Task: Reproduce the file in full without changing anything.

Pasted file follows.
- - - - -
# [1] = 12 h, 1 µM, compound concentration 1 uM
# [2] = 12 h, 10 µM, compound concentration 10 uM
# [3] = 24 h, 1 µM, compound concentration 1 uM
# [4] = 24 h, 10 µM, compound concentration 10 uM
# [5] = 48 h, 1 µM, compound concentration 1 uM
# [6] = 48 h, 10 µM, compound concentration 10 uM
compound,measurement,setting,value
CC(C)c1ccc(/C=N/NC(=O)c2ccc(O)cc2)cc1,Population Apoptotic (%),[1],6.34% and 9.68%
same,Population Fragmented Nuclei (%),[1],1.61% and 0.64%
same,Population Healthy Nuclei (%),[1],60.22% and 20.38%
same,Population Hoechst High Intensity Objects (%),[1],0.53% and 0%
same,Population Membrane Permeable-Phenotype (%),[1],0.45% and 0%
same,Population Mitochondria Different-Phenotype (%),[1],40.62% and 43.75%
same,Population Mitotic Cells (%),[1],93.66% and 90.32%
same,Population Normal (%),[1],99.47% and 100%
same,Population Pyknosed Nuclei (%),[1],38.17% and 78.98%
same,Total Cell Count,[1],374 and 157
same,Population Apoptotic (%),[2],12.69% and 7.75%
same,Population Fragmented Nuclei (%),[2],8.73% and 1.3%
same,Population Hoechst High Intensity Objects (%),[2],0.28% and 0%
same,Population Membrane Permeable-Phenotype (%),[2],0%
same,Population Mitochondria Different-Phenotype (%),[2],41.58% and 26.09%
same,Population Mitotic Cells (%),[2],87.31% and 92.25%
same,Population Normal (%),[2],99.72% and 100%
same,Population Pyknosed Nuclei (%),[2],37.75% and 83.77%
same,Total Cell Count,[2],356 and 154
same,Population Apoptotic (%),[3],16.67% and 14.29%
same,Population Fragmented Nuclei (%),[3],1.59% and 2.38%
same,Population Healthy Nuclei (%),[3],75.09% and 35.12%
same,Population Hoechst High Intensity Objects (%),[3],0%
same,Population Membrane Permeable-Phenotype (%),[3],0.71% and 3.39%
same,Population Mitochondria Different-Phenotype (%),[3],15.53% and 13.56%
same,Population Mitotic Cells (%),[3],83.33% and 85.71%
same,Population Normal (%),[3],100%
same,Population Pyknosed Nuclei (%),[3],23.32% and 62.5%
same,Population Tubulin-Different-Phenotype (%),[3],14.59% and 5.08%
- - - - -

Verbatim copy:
# [1] = 12 h, 1 µM, compound concentration 1 uM
# [2] = 12 h, 10 µM, compound concentration 10 uM
# [3] = 24 h, 1 µM, compound concentration 1 uM
# [4] = 24 h, 10 µM, compound concentration 10 uM
# [5] = 48 h, 1 µM, compound concentration 1 uM
# [6] = 48 h, 10 µM, compound concentration 10 uM
compound,measurement,setting,value
CC(C)c1ccc(/C=N/NC(=O)c2ccc(O)cc2)cc1,Population Apoptotic (%),[1],6.34% and 9.68%
same,Population Fragmented Nuclei (%),[1],1.61% and 0.64%
same,Population Healthy Nuclei (%),[1],60.22% and 20.38%
same,Population Hoechst High Intensity Objects (%),[1],0.53% and 0%
same,Population Membrane Permeable-Phenotype (%),[1],0.45% and 0%
same,Population Mitochondria Different-Phenotype (%),[1],40.62% and 43.75%
same,Population Mitotic Cells (%),[1],93.66% and 90.32%
same,Population Normal (%),[1],99.47% and 100%
same,Population Pyknosed Nuclei (%),[1],38.17% and 78.98%
same,Total Cell Count,[1],374 and 157
same,Population Apoptotic (%),[2],12.69% and 7.75%
same,Population Fragmented Nuclei (%),[2],8.73% and 1.3%
same,Population Hoechst High Intensity Objects (%),[2],0.28% and 0%
same,Population Membrane Permeable-Phenotype (%),[2],0%
same,Population Mitochondria Different-Phenotype (%),[2],41.58% and 26.09%
same,Population Mitotic Cells (%),[2],87.31% and 92.25%
same,Population Normal (%),[2],99.72% and 100%
same,Population Pyknosed Nuclei (%),[2],37.75% and 83.77%
same,Total Cell Count,[2],356 and 154
same,Population Apoptotic (%),[3],16.67% and 14.29%
same,Population Fragmented Nuclei (%),[3],1.59% and 2.38%
same,Population Healthy Nuclei (%),[3],75.09% and 35.12%
same,Population Hoechst High Intensity Objects (%),[3],0%
same,Population Membrane Permeable-Phenotype (%),[3],0.71% and 3.39%
same,Population Mitochondria Different-Phenotype (%),[3],15.53% and 13.56%
same,Population Mitotic Cells (%),[3],83.33% and 85.71%
same,Population Normal (%),[3],100%
same,Population Pyknosed Nuclei (%),[3],23.32% and 62.5%
same,Population Tubulin-Different-Phenotype (%),[3],14.59% and 5.08%